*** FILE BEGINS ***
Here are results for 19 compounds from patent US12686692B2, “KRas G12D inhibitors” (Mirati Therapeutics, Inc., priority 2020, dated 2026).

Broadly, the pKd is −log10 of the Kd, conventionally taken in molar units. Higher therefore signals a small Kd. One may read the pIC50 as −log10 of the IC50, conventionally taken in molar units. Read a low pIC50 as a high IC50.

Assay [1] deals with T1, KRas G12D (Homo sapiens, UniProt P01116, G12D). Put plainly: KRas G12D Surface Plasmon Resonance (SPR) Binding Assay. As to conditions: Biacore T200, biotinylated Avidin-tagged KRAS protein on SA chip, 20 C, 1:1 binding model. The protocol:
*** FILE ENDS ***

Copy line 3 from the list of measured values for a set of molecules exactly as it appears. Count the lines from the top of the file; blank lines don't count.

Assay [1] deals with T1, KRas G12D (Homo sapiens, UniProt P01116, G12D). Put plainly: KRas G12D Surface Plasmon Resonance (SPR) Binding Assay. As to conditions: Biacore T200, biotinylated Avidin-tagged KRAS protein on SA chip, 20 C, 1:1 binding model. The protocol: